"We drank the midday sun to sleep, and lit
Lamps that outburned Canopus O, my life
In Egypt! O the dalliance and the wit
The flattery and the strife!"
"Glad to see that you read Tennyson," said the M.P., "though I cannot approve of all his sentiments. It shows an interest in our glorious literature—inheritance of ages y'know, and all the rest of it. But you will remember about the drink, won't you? And—ah—there's another very delicate question." The M.P. blushed.

"Don't mind me," said the Patient East. "These eyes have seen a good deal since they were first opened".

The M.P. began rummaging in a bag, and pulled out a double-handful of books on grey paper with bold black titles. "Why do you let these things lie about the book-stalls? They—they corrupt the morals of youth, y'know—Not fit to be read. 'Fraid it's our fault—doing you serious injury; but you might help us to stop it. Where there's no demand there's no supply. Law of trade that." He mopped his forehead nervously.

The Patient East turned over a few pages of some of the books—they were bad Yank translations of Zola's novels.

"Aren't they dreadful?" said the M.P. "My wife says so." But a smile was dimpling over the face of the Patient East, and it spread till it ended in a burst of mirthless laughter—deep as a man's and terrible as a Djinn's. She threw the pied volumes from her, leant back in her throne, and laughed anew. "Shocking depravity!" murmured the M.P.

"And you bring your penny-farthing suggestiveness to me!" said the Patient East. "What have I to do with it? Before your ancestors knew what woad was, my Zolas…"

"Oh! this is positively awful! What shall I tell them at home!" said the M.P. picking up his despised and dispersed library.

"No, it is not shocking," said the Patient East. "It is you who are so young-ah so young! When you go home, tell them that you have seen me wearing their shawls and mortar-board gracefully. They will believe you. Tell them, too…" She broke off suddenly, for the day was dawning; and there beat up to the stale, hot sky the noise of her servants going to work. They filed past to the tramp of booted feet, the ring of spurs, the rattle of horse-hooves and tum-tums, the thunder of railway trains, the chipping of grave-stones, the bubbling of camels, the cries of the children who were suffering from prickly-heat, and the wails of the mothers who watched their babies dying in lonely out-stations—one by one, swaggered, gallopped, crept or crawled, her captains, councillors, administrators, engineers, planters, and merchants; and each as he passed her throne, said briefly-for he had no time to waste:"Ave Imperatrix! Te morituri salutant!" But in the M.P.'s ears it sounded like "Humph! Another beastly hot day to pull through!"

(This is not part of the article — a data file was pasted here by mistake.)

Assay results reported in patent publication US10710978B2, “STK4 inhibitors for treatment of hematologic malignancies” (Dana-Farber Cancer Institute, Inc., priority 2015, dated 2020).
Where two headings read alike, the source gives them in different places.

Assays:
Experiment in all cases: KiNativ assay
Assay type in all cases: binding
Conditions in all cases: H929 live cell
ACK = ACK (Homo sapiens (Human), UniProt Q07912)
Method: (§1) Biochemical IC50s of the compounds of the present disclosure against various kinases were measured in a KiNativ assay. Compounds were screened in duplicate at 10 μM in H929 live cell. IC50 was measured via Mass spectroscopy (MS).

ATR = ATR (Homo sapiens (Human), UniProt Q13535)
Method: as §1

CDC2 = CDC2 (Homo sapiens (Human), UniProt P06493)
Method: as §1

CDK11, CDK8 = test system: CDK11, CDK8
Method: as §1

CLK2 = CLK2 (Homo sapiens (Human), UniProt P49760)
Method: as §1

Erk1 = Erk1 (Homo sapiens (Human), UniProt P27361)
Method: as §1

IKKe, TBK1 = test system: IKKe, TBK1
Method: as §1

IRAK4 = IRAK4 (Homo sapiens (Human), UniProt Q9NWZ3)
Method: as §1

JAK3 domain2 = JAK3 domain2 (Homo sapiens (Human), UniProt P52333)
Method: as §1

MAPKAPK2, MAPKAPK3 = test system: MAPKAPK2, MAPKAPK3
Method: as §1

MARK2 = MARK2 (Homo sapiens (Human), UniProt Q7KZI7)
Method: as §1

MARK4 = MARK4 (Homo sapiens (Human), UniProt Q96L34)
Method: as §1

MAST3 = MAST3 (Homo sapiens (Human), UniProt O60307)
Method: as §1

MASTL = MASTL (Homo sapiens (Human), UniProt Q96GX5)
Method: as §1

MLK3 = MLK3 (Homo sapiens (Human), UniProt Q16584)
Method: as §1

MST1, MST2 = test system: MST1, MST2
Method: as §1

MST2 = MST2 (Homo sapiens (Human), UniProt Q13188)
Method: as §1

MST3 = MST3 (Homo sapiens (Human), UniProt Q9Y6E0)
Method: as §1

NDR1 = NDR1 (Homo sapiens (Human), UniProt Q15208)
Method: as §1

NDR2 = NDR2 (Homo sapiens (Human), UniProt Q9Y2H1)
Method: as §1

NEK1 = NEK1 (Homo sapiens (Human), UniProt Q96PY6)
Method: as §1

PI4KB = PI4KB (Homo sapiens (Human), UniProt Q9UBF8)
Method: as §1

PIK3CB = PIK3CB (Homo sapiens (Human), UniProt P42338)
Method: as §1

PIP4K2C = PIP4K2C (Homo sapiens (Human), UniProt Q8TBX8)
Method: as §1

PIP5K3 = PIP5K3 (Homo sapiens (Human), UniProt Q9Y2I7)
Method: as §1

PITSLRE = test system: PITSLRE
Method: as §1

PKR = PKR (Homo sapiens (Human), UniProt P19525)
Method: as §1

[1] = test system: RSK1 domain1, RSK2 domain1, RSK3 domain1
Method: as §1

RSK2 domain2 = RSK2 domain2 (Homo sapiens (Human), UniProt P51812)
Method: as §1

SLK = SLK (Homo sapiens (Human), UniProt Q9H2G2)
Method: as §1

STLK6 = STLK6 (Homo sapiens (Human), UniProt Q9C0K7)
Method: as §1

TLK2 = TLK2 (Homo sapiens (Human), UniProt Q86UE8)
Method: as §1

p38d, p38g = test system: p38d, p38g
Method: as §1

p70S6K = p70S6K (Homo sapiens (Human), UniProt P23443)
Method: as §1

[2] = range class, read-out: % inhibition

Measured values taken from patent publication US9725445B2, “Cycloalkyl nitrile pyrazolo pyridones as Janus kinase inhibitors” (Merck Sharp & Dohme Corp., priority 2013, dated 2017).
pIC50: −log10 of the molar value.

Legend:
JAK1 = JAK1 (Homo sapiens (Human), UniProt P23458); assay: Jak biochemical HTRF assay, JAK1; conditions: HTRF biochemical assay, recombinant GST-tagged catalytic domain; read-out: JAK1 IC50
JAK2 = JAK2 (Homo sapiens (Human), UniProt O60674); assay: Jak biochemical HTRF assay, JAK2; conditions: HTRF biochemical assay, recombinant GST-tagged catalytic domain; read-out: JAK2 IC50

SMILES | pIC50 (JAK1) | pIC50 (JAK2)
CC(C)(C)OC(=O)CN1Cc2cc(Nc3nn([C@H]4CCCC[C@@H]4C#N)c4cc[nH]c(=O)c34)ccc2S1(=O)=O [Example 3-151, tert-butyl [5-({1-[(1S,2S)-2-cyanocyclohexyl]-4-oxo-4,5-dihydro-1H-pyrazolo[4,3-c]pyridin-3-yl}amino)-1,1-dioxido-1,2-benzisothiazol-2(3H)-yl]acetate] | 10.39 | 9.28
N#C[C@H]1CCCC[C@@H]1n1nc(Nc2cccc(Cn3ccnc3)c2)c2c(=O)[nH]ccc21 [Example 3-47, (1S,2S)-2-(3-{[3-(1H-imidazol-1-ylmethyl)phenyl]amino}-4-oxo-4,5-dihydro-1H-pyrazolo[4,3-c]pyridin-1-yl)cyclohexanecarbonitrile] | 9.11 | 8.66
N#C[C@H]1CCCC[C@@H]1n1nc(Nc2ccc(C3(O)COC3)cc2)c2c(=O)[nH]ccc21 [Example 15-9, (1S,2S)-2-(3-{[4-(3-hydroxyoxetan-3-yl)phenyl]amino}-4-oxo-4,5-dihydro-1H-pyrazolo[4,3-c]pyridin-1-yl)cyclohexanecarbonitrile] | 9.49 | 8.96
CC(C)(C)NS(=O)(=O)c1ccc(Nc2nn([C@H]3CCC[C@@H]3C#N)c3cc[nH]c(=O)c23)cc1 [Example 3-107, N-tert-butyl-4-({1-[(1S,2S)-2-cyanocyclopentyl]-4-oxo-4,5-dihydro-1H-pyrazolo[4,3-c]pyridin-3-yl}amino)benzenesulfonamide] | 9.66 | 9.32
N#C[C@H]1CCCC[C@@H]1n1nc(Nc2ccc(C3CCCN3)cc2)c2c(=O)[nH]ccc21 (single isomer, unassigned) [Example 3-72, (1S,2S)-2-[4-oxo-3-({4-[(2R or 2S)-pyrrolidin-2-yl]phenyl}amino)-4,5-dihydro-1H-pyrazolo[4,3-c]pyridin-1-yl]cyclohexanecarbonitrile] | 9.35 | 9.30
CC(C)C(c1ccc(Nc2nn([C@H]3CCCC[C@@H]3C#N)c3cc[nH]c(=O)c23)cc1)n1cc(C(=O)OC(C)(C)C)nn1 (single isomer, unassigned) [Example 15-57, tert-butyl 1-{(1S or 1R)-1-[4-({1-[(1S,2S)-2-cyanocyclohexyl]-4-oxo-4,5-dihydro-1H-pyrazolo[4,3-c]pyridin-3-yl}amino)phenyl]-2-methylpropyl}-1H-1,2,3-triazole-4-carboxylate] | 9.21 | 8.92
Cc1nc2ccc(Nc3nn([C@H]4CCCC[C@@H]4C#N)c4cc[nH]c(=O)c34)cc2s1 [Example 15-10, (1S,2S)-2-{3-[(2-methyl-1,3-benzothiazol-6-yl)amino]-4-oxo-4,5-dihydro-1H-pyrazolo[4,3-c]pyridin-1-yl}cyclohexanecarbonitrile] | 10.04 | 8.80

The Patient East pointed to the crowd. "Tell them that," she said simply "and don't bother."

"But they have nothing to do with the important political considerations... " began the M.P.

"Little man," said the Patient East quietly, "if you don't go back to your vicar's daughters, and your muffin-struggles, and your important political considerations, I shall kiss you."

"Oh!" gasped the M.P., "and what would happen then!"

"You would never for the rest of your life be able to see anything as a respectable, middle-class, antimacassar Briton should!" The M.P. took up his carpet-bag and fled over the seas to his wife.

The Patient East dropped her head on her hand and laughed. "After all, what does it matter?" she said. "They will pass away—all my lovers have. I wonder whether I shall be glad or sorry."


RUDYARD KIPLING.